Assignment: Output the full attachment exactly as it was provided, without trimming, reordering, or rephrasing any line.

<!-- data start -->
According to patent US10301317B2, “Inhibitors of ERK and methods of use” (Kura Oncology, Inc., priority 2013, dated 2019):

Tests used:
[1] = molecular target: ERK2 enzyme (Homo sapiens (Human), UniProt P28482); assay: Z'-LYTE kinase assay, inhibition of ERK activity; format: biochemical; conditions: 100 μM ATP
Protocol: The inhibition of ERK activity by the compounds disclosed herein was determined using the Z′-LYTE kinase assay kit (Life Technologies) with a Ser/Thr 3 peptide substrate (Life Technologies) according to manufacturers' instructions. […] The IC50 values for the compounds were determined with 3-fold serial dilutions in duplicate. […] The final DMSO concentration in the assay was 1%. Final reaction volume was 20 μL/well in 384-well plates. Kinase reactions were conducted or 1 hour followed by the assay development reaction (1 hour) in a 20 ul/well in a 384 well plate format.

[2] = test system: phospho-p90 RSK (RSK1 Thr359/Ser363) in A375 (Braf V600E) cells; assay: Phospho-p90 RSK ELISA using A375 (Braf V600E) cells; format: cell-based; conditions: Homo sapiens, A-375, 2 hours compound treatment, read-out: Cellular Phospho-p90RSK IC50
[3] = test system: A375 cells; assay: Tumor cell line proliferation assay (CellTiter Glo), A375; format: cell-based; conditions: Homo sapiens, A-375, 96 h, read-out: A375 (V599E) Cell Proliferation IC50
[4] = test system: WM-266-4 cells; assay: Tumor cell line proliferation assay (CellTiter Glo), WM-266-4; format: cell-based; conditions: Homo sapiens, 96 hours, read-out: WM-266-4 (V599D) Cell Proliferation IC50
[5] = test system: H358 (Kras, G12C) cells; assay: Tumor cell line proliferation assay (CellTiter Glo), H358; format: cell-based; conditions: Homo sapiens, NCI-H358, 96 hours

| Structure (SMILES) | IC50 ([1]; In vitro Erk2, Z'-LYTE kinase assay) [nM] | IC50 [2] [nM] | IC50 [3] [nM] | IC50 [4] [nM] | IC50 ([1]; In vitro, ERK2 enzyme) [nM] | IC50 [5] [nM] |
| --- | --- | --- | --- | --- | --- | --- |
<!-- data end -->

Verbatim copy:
According to patent US10301317B2, “Inhibitors of ERK and methods of use” (Kura Oncology, Inc., priority 2013, dated 2019):

Tests used:
[1] = molecular target: ERK2 enzyme (Homo sapiens (Human), UniProt P28482); assay: Z'-LYTE kinase assay, inhibition of ERK activity; format: biochemical; conditions: 100 μM ATP
Protocol: The inhibition of ERK activity by the compounds disclosed herein was determined using the Z′-LYTE kinase assay kit (Life Technologies) with a Ser/Thr 3 peptide substrate (Life Technologies) according to manufacturers' instructions. […] The IC50 values for the compounds were determined with 3-fold serial dilutions in duplicate. […] The final DMSO concentration in the assay was 1%. Final reaction volume was 20 μL/well in 384-well plates. Kinase reactions were conducted or 1 hour followed by the assay development reaction (1 hour) in a 20 ul/well in a 384 well plate format.

[2] = test system: phospho-p90 RSK (RSK1 Thr359/Ser363) in A375 (Braf V600E) cells; assay: Phospho-p90 RSK ELISA using A375 (Braf V600E) cells; format: cell-based; conditions: Homo sapiens, A-375, 2 hours compound treatment, read-out: Cellular Phospho-p90RSK IC50
[3] = test system: A375 cells; assay: Tumor cell line proliferation assay (CellTiter Glo), A375; format: cell-based; conditions: Homo sapiens, A-375, 96 h, read-out: A375 (V599E) Cell Proliferation IC50
[4] = test system: WM-266-4 cells; assay: Tumor cell line proliferation assay (CellTiter Glo), WM-266-4; format: cell-based; conditions: Homo sapiens, 96 hours, read-out: WM-266-4 (V599D) Cell Proliferation IC50
[5] = test system: H358 (Kras, G12C) cells; assay: Tumor cell line proliferation assay (CellTiter Glo), H358; format: cell-based; conditions: Homo sapiens, NCI-H358, 96 hours

| Structure (SMILES) | IC50 ([1]; In vitro Erk2, Z'-LYTE kinase assay) [nM] | IC50 [2] [nM] | IC50 [3] [nM] | IC50 [4] [nM] | IC50 ([1]; In vitro, ERK2 enzyme) [nM] | IC50 [5] [nM] |
| --- | --- | --- | --- | --- | --- | --- |